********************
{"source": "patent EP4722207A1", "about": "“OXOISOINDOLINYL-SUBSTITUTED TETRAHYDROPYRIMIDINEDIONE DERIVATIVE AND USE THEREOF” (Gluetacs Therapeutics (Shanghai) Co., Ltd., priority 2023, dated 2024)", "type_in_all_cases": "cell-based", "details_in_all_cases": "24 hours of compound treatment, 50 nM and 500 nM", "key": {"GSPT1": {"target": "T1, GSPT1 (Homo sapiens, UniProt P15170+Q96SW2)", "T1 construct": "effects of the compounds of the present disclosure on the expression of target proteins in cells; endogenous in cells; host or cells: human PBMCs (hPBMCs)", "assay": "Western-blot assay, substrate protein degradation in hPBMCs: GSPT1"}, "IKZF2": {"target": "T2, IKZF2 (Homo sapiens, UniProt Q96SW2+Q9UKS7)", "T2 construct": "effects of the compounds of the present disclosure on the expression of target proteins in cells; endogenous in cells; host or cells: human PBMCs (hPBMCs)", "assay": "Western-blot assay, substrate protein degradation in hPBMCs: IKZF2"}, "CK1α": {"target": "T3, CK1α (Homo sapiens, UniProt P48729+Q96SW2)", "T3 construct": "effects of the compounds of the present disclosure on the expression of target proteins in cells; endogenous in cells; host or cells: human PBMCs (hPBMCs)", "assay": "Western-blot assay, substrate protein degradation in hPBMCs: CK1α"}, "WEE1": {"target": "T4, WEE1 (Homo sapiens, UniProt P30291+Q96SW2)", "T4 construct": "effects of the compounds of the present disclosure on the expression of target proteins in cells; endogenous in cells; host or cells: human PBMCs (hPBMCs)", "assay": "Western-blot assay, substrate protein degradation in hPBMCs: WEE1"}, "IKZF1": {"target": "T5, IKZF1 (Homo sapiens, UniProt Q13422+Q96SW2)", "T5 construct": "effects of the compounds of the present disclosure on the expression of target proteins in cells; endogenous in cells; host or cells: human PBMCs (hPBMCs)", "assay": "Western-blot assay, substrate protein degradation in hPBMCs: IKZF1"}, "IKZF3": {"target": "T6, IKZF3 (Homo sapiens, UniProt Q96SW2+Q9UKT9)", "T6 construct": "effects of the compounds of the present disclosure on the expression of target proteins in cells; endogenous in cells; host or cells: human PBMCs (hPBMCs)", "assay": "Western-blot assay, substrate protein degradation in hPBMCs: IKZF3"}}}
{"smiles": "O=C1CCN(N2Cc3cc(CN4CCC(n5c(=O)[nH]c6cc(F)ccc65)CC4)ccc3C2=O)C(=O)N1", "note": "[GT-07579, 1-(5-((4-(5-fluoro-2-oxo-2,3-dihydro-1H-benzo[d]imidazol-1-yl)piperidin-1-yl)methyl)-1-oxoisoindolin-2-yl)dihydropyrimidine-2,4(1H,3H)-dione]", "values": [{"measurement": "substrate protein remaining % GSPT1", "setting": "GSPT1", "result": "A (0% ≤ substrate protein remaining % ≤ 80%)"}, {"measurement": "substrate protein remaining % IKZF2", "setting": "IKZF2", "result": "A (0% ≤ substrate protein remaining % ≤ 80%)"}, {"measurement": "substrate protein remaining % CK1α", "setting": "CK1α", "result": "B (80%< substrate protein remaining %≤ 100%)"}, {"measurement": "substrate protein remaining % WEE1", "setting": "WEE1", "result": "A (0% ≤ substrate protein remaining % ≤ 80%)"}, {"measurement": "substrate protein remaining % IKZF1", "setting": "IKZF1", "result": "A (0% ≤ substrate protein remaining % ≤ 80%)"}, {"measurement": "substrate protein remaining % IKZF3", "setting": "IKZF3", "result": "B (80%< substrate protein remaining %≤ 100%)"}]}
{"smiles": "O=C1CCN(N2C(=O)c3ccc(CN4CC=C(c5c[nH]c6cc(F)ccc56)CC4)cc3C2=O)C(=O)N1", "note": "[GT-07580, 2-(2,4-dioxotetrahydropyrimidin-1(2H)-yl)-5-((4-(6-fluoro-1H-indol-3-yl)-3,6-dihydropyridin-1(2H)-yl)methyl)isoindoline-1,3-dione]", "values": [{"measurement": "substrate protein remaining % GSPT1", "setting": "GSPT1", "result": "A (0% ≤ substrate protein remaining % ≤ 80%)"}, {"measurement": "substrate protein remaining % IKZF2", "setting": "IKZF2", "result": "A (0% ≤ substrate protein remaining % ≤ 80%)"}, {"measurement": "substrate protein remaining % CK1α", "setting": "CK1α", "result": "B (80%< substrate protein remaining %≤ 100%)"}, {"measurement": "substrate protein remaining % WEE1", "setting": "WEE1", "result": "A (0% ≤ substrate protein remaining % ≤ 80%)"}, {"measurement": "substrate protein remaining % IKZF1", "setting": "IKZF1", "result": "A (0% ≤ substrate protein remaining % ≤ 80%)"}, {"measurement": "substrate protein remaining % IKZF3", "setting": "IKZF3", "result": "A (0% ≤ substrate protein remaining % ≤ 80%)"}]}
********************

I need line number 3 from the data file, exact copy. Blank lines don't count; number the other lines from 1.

{"smiles": "O=C1CCN(N2C(=O)c3ccc(CN4CC=C(c5c[nH]c6cc(F)ccc56)CC4)cc3C2=O)C(=O)N1", "note": "[GT-07580, 2-(2,4-dioxotetrahydropyrimidin-1(2H)-yl)-5-((4-(6-fluoro-1H-indol-3-yl)-3,6-dihydropyridin-1(2H)-yl)methyl)isoindoline-1,3-dione]", "values": [{"measurement": "substrate protein remaining % GSPT1", "setting": "GSPT1", "result": "A (0% ≤ substrate protein remaining % ≤ 80%)"}, {"measurement": "substrate protein remaining % IKZF2", "setting": "IKZF2", "result": "A (0% ≤ substrate protein remaining % ≤ 80%)"}, {"measurement": "substrate protein remaining % CK1α", "setting": "CK1α", "result": "B (80%< substrate protein remaining %≤ 100%)"}, {"measurement": "substrate protein remaining % WEE1", "setting": "WEE1", "result": "A (0% ≤ substrate protein remaining % ≤ 80%)"}, {"measurement": "substrate protein remaining % IKZF1", "setting": "IKZF1", "result": "A (0% ≤ substrate protein remaining % ≤ 80%)"}, {"measurement": "substrate protein remaining % IKZF3", "setting": "IKZF3", "result": "A (0% ≤ substrate protein remaining % ≤ 80%)"}]}